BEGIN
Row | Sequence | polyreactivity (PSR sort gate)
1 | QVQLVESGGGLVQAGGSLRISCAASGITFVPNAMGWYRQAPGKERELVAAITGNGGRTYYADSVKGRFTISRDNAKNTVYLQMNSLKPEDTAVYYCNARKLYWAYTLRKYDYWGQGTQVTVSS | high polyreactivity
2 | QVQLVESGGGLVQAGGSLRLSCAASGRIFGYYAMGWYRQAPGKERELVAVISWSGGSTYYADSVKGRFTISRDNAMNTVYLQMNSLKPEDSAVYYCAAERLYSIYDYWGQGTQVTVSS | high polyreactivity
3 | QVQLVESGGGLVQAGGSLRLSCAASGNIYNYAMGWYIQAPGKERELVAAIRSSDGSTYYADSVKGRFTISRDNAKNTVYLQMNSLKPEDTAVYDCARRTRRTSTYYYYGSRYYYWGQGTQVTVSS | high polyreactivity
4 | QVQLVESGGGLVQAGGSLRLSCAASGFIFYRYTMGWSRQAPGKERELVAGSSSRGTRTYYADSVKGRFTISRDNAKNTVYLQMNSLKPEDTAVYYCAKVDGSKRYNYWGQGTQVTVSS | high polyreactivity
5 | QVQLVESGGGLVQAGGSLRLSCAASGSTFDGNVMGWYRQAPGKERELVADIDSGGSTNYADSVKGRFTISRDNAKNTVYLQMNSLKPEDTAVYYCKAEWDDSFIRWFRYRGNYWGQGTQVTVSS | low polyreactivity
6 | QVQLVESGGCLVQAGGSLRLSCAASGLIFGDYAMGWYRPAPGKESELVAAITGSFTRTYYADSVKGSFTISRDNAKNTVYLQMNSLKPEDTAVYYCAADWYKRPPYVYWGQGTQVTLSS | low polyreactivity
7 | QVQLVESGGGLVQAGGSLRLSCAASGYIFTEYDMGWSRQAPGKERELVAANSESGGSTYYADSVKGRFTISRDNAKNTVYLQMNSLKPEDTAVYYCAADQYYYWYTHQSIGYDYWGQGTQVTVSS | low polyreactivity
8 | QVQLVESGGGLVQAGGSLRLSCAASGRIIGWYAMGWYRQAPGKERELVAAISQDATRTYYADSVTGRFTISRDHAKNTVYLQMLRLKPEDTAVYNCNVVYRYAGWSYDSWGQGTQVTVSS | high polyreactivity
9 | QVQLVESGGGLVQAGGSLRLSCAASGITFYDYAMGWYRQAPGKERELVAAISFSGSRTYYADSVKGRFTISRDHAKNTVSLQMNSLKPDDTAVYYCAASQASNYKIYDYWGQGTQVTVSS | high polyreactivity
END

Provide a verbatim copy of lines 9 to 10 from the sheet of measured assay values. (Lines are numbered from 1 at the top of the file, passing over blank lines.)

8 | QVQLVESGGGLVQAGGSLRLSCAASGRIIGWYAMGWYRQAPGKERELVAAISQDATRTYYADSVTGRFTISRDHAKNTVYLQMLRLKPEDTAVYNCNVVYRYAGWSYDSWGQGTQVTVSS | high polyreactivity
9 | QVQLVESGGGLVQAGGSLRLSCAASGITFYDYAMGWYRQAPGKERELVAAISFSGSRTYYADSVKGRFTISRDHAKNTVSLQMNSLKPDDTAVYYCAASQASNYKIYDYWGQGTQVTVSS | high polyreactivity